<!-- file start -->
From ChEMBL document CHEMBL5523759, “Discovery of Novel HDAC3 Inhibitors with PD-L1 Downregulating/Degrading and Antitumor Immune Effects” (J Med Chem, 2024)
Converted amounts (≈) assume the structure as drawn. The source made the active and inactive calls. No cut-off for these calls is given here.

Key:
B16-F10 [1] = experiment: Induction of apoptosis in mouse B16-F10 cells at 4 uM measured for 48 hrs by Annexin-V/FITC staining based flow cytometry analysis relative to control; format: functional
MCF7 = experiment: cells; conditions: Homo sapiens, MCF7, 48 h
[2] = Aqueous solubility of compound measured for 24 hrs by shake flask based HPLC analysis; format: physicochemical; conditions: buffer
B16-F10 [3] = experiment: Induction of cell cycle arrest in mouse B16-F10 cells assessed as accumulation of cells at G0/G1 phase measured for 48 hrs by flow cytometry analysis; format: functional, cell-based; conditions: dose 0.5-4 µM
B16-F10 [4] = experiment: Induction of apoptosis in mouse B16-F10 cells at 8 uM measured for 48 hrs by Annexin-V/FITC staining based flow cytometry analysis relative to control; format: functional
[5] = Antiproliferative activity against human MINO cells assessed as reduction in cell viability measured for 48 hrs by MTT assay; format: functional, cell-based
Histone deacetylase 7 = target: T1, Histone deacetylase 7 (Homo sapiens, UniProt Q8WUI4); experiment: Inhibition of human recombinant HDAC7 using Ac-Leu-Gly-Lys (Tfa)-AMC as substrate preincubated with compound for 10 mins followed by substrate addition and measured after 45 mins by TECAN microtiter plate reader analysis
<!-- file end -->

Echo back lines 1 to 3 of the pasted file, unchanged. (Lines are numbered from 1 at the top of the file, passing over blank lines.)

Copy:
From ChEMBL document CHEMBL5523759, “Discovery of Novel HDAC3 Inhibitors with PD-L1 Downregulating/Degrading and Antitumor Immune Effects” (J Med Chem, 2024)
Converted amounts (≈) assume the structure as drawn. The source made the active and inactive calls. No cut-off for these calls is given here.

Key: